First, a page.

BBC BLOGS - Magazine Monitor
« Previous | Main | Next »

Paper Monitor

13:30 UK time, Wednesday, 13 January 2010

A service highlighting the riches of the daily press.

Oh no, here we go again. Snow, snow and more snow. Less of the brrrr, more of the grrrr.

What, in its scarcity, once prompted gasps of surprise and delight, in its ubiquity elicits more uncharitable responses, such as "Blast, does that mean the trains will be out of action/schools will be shut etc?"

Snowverload, anyone?

But the return of the white stuff could be a shot in the arm for Paper Monitor's strand of tales to warm the heart of frozen Britain.

The slow melt is starting to gnaw away at all that fabled Blitz/Dunkirk/Henman Hill spirit, with stories of potholes appearing as the snow melts and rubbish going uncollected.

There's only one writer in today's paper holding the plucky Brit banner aloft - Max Hastings.

Writing in the Daily Mail, Hastings marvels at how, as public services have sagged under all the bad weather, ordinary folk have shown their mettle.

"Grumpiness is banished" opines Hastings, who clearly doesn't share Paper Monitor's commute into the office.

Over at the Independent, there's a story about a "crusading editor". But let it be known - the subject of this headline is a campaigning Chinese journalist, not one Rod Liddle.

The latter, a Sunday Times columnist and former BBC Radio 4 Today editor, is apparently being lined up to take the big chair at the Indy if, as seems ever more likely, Russian oligarch Alexander Lebedev snaps up the paper.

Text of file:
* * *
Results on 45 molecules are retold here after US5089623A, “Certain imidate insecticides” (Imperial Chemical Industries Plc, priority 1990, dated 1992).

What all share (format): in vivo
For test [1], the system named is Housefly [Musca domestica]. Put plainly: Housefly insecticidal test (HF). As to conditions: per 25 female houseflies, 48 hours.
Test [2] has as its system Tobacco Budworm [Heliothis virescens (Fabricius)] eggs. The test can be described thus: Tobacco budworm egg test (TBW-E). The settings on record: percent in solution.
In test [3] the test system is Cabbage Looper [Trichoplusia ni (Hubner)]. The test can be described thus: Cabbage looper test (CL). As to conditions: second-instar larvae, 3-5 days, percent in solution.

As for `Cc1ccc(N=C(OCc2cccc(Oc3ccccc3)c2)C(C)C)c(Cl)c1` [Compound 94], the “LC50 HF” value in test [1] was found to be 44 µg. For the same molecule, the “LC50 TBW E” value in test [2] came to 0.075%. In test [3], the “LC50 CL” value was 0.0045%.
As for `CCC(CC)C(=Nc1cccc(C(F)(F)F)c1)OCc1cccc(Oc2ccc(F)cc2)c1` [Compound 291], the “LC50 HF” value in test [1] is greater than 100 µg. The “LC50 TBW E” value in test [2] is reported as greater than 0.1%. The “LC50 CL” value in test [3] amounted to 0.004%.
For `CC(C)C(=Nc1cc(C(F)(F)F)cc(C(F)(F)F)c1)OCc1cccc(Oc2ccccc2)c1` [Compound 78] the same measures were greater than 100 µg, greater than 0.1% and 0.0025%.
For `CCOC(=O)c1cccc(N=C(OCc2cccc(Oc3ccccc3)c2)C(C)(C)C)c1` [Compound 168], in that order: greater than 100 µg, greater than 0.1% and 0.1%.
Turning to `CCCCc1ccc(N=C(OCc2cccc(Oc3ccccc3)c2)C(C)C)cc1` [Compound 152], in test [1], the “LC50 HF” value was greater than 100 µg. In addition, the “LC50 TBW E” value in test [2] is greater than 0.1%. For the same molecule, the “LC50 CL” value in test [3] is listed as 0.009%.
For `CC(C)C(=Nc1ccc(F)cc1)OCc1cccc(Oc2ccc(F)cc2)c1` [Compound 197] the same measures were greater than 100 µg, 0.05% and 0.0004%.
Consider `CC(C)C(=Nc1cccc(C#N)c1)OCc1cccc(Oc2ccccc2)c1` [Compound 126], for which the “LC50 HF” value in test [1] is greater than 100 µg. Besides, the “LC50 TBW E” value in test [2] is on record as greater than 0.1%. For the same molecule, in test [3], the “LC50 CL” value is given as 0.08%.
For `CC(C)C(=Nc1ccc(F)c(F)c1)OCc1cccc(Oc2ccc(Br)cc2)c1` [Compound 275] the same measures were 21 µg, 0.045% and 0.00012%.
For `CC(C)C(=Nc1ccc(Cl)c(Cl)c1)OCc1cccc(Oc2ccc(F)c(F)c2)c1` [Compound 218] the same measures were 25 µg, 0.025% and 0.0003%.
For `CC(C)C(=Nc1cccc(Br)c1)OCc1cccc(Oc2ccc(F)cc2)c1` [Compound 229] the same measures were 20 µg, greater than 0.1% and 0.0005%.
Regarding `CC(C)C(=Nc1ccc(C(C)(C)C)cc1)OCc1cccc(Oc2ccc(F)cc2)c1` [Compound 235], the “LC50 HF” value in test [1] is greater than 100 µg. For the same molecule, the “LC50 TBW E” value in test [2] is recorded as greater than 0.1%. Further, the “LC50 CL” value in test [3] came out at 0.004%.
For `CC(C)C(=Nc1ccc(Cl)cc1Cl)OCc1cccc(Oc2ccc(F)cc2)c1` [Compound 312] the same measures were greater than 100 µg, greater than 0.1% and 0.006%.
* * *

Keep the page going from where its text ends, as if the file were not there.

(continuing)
Efforts to see off the appointment of Liddle have given rise to a campaign on Facebook entitled "If Rod Liddle becomes editor of The Independent, I will not buy it again".

It seems the Indy faithful are not enamoured of Liddle's, er, provocative views on women, immigration and the Middle East and various other matters.

Paper Monitor assumes that veteran media commentator Roy Greenslade is not a member, but full marks to him for digging up this review by Liddle from last year of a book about Russian oligarchs.

"It is a magnificently emetic account of the lifestyles of the Russki oligarchs who, since the dissolution of the Soviet Union, have made their homes in London to take advantage of our generous tax laws, imperviousness to extradition proceedings and profusion of sushi restaurants."

BBC © 2014 The BBC is not responsible for the content of external sites. Read more.

This page is best viewed in an up-to-date web browser with style sheets (CSS) enabled. While you will be able to view the content of this page in your current browser, you will not be able to get the full visual experience. Please consider upgrading your browser software or enabling style sheets (CSS) if you are able to do so.